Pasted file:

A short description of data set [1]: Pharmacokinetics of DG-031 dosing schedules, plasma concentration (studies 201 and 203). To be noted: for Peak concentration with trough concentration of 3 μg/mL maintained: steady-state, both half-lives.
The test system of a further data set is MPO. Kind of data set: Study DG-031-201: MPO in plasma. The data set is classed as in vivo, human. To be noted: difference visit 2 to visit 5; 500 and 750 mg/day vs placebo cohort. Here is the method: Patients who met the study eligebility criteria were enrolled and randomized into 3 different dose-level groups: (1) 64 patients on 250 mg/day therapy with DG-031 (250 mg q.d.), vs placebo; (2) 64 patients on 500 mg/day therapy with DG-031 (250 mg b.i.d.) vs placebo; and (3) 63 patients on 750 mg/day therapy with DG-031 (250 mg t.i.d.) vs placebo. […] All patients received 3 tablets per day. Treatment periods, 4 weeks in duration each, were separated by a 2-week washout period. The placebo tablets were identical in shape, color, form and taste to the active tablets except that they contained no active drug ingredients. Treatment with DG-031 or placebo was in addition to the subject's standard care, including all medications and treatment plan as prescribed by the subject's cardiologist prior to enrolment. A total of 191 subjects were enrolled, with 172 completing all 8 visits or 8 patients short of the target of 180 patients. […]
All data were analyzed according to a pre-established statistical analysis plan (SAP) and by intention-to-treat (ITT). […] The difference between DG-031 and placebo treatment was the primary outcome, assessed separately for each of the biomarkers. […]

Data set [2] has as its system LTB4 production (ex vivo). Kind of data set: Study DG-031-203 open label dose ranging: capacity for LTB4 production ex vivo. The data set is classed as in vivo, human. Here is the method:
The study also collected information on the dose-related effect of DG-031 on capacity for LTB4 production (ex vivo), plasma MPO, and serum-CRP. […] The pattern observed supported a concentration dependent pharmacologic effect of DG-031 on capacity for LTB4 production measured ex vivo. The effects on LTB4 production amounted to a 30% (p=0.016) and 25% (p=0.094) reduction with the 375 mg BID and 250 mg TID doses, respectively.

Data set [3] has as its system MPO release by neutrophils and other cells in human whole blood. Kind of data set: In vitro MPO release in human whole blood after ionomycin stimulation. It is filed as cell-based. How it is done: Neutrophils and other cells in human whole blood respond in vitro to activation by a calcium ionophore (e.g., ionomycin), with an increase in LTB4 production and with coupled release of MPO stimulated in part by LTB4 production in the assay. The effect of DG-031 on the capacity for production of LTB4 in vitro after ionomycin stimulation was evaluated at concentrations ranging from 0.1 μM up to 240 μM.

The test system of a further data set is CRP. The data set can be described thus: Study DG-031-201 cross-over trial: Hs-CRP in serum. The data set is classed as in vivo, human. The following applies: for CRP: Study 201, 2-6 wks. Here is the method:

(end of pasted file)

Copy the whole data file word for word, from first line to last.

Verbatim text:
A short description of data set [1]: Pharmacokinetics of DG-031 dosing schedules, plasma concentration (studies 201 and 203). To be noted: for Peak concentration with trough concentration of 3 μg/mL maintained: steady-state, both half-lives.
The test system of a further data set is MPO. Kind of data set: Study DG-031-201: MPO in plasma. The data set is classed as in vivo, human. To be noted: difference visit 2 to visit 5; 500 and 750 mg/day vs placebo cohort. Here is the method: Patients who met the study eligebility criteria were enrolled and randomized into 3 different dose-level groups: (1) 64 patients on 250 mg/day therapy with DG-031 (250 mg q.d.), vs placebo; (2) 64 patients on 500 mg/day therapy with DG-031 (250 mg b.i.d.) vs placebo; and (3) 63 patients on 750 mg/day therapy with DG-031 (250 mg t.i.d.) vs placebo. […] All patients received 3 tablets per day. Treatment periods, 4 weeks in duration each, were separated by a 2-week washout period. The placebo tablets were identical in shape, color, form and taste to the active tablets except that they contained no active drug ingredients. Treatment with DG-031 or placebo was in addition to the subject's standard care, including all medications and treatment plan as prescribed by the subject's cardiologist prior to enrolment. A total of 191 subjects were enrolled, with 172 completing all 8 visits or 8 patients short of the target of 180 patients. […]
All data were analyzed according to a pre-established statistical analysis plan (SAP) and by intention-to-treat (ITT). […] The difference between DG-031 and placebo treatment was the primary outcome, assessed separately for each of the biomarkers. […]

Data set [2] has as its system LTB4 production (ex vivo). Kind of data set: Study DG-031-203 open label dose ranging: capacity for LTB4 production ex vivo. The data set is classed as in vivo, human. Here is the method:
The study also collected information on the dose-related effect of DG-031 on capacity for LTB4 production (ex vivo), plasma MPO, and serum-CRP. […] The pattern observed supported a concentration dependent pharmacologic effect of DG-031 on capacity for LTB4 production measured ex vivo. The effects on LTB4 production amounted to a 30% (p=0.016) and 25% (p=0.094) reduction with the 375 mg BID and 250 mg TID doses, respectively.

Data set [3] has as its system MPO release by neutrophils and other cells in human whole blood. Kind of data set: In vitro MPO release in human whole blood after ionomycin stimulation. It is filed as cell-based. How it is done: Neutrophils and other cells in human whole blood respond in vitro to activation by a calcium ionophore (e.g., ionomycin), with an increase in LTB4 production and with coupled release of MPO stimulated in part by LTB4 production in the assay. The effect of DG-031 on the capacity for production of LTB4 in vitro after ionomycin stimulation was evaluated at concentrations ranging from 0.1 μM up to 240 μM.

The test system of a further data set is CRP. The data set can be described thus: Study DG-031-201 cross-over trial: Hs-CRP in serum. The data set is classed as in vivo, human. The following applies: for CRP: Study 201, 2-6 wks. Here is the method: